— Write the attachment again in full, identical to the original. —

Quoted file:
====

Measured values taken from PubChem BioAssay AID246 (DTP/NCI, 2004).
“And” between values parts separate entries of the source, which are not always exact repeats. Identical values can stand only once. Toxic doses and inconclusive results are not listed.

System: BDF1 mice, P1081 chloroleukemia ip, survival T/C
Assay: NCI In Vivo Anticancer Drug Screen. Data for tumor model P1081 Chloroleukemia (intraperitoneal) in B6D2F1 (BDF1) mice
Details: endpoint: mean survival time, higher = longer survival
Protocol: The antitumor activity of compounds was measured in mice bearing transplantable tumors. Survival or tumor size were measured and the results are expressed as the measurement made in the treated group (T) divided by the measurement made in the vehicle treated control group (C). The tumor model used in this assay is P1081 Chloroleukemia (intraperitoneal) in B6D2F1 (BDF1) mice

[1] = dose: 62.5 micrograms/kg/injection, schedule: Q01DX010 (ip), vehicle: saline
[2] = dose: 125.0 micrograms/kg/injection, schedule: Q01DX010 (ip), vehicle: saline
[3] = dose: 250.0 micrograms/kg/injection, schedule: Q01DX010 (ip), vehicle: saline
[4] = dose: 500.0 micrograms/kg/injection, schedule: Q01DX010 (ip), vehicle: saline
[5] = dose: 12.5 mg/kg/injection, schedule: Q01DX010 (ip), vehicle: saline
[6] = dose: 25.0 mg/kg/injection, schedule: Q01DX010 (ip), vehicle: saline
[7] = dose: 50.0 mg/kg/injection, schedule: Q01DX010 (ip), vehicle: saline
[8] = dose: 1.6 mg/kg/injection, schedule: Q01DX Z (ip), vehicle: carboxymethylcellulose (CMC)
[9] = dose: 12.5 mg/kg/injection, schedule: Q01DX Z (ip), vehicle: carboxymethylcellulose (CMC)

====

Measured values taken from PubChem BioAssay AID246 (DTP/NCI, 2004).
“And” between values parts separate entries of the source, which are not always exact repeats. Identical values can stand only once. Toxic doses and inconclusive results are not listed.

System: BDF1 mice, P1081 chloroleukemia ip, survival T/C
Assay: NCI In Vivo Anticancer Drug Screen. Data for tumor model P1081 Chloroleukemia (intraperitoneal) in B6D2F1 (BDF1) mice
Details: endpoint: mean survival time, higher = longer survival
Protocol: The antitumor activity of compounds was measured in mice bearing transplantable tumors. Survival or tumor size were measured and the results are expressed as the measurement made in the treated group (T) divided by the measurement made in the vehicle treated control group (C). The tumor model used in this assay is P1081 Chloroleukemia (intraperitoneal) in B6D2F1 (BDF1) mice

[1] = dose: 62.5 micrograms/kg/injection, schedule: Q01DX010 (ip), vehicle: saline
[2] = dose: 125.0 micrograms/kg/injection, schedule: Q01DX010 (ip), vehicle: saline
[3] = dose: 250.0 micrograms/kg/injection, schedule: Q01DX010 (ip), vehicle: saline
[4] = dose: 500.0 micrograms/kg/injection, schedule: Q01DX010 (ip), vehicle: saline
[5] = dose: 12.5 mg/kg/injection, schedule: Q01DX010 (ip), vehicle: saline
[6] = dose: 25.0 mg/kg/injection, schedule: Q01DX010 (ip), vehicle: saline
[7] = dose: 50.0 mg/kg/injection, schedule: Q01DX010 (ip), vehicle: saline
[8] = dose: 1.6 mg/kg/injection, schedule: Q01DX Z (ip), vehicle: carboxymethylcellulose (CMC)
[9] = dose: 12.5 mg/kg/injection, schedule: Q01DX Z (ip), vehicle: carboxymethylcellulose (CMC)